Fascism and Aesthetics

The rise of fascism in Europe was perhaps the epochal transformation of Benjamin’s era, and had menacing overtones for him as a radical and a Jew. Benjamin offers an original theory of fascism, which situates it within cultural transformations. He rejects both the orthodox Marxist view that fascism is simply a dictatorship of finance capital, and the progressivist view that it is some kind of premodern or anti-modern relapse into barbarism. Instead, he argues that capitalism arises from particular changes in everyday culture, or ‘ideology’ in an Althusserian sense, arising from the development of capitalism.

In the epilogue to ‘The Work of Art in the Age of Mechanical Reproduction, Benjamin argues that fascism seeks to respond to proletarianisation and massification without altering the property structure. It does this by giving the masses ‘a chance to express themselves’, as a substitute for power. It offers emotional rewards instead of material rewards.

Fascism logically leads to the aestheticising of politics. Politics is turned into the production of beauty, according to a certain aesthetic. This is achieved through an immense apparatus for the ‘production of ritual values’. Benjamin is thinking of the Nazi propaganda-machine, with its choreographed torch-lit marches and rallies, iconic posters and statues, and films such as Triumph of the Will. This machine is widely recognised as a forerunner of the modern PR industry.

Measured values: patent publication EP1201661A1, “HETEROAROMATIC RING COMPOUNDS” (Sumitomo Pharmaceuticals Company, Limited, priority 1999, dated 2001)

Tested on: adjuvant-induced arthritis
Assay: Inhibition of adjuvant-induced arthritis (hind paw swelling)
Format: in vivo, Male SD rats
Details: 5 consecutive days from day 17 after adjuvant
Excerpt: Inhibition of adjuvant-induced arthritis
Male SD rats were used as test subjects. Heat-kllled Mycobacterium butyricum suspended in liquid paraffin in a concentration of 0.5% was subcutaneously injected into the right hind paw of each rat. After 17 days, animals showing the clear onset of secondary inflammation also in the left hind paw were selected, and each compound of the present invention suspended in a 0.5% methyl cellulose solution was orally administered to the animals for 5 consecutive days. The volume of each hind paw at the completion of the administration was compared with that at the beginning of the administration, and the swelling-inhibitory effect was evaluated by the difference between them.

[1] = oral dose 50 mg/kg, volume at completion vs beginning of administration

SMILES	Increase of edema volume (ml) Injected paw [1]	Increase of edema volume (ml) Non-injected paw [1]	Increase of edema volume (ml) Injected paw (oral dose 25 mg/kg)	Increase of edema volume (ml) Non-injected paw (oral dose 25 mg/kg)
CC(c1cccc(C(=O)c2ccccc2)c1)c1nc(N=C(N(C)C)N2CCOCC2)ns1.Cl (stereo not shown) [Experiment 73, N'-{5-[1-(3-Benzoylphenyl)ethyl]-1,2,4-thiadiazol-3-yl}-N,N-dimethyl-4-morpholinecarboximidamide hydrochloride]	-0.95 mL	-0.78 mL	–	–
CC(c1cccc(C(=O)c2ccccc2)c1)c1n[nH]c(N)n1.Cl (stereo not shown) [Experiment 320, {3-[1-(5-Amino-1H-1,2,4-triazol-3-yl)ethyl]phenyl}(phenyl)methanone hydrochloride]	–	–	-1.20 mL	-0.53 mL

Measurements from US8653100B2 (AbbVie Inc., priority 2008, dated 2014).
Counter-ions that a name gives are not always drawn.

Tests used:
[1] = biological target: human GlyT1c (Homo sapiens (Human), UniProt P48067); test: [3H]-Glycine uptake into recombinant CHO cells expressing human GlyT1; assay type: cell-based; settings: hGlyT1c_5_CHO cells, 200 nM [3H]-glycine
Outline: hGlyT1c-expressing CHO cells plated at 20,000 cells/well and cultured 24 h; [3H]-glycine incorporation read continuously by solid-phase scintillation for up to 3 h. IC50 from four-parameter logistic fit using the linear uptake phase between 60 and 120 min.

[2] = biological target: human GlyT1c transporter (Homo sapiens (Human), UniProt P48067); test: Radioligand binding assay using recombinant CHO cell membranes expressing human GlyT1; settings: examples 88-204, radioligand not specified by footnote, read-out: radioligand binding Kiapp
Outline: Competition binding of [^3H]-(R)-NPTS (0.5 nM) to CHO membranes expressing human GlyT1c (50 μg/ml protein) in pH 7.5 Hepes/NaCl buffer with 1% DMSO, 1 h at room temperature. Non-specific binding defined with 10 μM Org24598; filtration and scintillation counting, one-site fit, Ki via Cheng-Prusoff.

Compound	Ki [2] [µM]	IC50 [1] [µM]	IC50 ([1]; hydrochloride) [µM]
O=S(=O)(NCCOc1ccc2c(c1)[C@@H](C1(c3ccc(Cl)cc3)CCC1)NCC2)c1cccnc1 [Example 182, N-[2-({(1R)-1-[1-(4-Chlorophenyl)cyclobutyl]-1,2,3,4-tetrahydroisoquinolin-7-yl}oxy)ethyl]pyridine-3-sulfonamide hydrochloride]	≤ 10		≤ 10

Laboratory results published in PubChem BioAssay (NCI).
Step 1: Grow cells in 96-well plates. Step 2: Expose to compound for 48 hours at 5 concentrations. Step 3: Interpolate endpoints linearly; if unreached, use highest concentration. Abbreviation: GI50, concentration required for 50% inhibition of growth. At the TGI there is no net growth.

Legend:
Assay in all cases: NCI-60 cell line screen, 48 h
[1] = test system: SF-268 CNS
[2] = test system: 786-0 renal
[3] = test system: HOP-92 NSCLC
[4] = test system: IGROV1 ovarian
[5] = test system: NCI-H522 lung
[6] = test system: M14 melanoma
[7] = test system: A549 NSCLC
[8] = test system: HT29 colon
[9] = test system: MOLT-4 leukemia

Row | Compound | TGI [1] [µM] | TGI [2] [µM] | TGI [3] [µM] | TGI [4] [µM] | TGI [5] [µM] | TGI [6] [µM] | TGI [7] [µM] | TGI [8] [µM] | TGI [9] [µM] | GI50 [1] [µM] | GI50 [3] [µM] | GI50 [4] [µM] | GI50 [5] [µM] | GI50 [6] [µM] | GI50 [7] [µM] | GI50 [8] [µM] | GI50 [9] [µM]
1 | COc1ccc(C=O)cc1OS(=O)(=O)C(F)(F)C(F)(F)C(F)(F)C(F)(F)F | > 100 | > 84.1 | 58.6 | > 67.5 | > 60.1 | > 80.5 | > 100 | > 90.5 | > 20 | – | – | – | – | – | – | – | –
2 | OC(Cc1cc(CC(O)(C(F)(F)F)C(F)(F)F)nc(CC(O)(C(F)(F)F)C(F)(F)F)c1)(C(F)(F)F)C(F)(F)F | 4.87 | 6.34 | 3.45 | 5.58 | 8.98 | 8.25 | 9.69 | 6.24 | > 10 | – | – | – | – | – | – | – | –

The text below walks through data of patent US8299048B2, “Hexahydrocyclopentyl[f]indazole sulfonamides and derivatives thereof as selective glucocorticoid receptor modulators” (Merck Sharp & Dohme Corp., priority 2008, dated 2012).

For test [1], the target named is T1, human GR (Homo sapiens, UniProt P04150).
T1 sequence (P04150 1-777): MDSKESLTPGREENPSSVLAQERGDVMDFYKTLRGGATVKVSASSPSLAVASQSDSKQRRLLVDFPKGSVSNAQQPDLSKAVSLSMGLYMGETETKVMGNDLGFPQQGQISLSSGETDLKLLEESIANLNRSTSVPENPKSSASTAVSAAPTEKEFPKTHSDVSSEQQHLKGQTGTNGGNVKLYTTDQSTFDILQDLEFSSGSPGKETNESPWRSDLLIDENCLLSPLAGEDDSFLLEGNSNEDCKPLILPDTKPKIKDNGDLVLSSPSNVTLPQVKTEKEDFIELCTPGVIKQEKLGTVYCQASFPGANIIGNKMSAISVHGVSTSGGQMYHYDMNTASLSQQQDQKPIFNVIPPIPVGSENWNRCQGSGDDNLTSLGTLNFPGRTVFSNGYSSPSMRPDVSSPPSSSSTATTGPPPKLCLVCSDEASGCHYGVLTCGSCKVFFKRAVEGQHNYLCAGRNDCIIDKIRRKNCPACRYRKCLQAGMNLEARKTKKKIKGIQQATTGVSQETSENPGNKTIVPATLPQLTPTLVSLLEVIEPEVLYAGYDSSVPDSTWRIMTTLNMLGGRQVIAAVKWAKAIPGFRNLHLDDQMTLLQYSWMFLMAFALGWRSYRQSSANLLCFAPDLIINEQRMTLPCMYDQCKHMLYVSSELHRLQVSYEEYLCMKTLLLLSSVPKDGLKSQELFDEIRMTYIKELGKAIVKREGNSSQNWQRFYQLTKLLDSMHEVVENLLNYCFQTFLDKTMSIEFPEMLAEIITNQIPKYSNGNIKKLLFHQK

Fascism is thus partly a product of spectacle. Benjamin relates it to the spectacular nature of commodities, which are transformed in their presence from simple objects to spectacle or phantasmagoria. Fascism expands the logic of spectacle into the field of politics, with its charismatic leaders, eye-catching posters, movie-like Manichean discourse, torchlit rallies, and powerful logos and symbols.

According to Benjamin, fascism inevitably leads to war. War is the only way to channel mass movements and intense emotions, without challenging the property system. It simultaneously serves, in classic Marxist fashion, to channel the forces of production which are blocked by the property system.

Some Marxists see crises such as those of the 1930s and today as crises of overproduction. This means that capitalism is in crisis because it can’t get people to consume as much as it can produce, usually because people aren’t being paid enough. As a result, people are left unemployed and machines and factories are left idle. People who adhere to this theory see the Second World War as a resolution of the crisis of overproduction. The state artificially inflated demand by producing weapons. It then destroyed a lot of other resources by using them. This got people producing again, and was a way out of the crisis.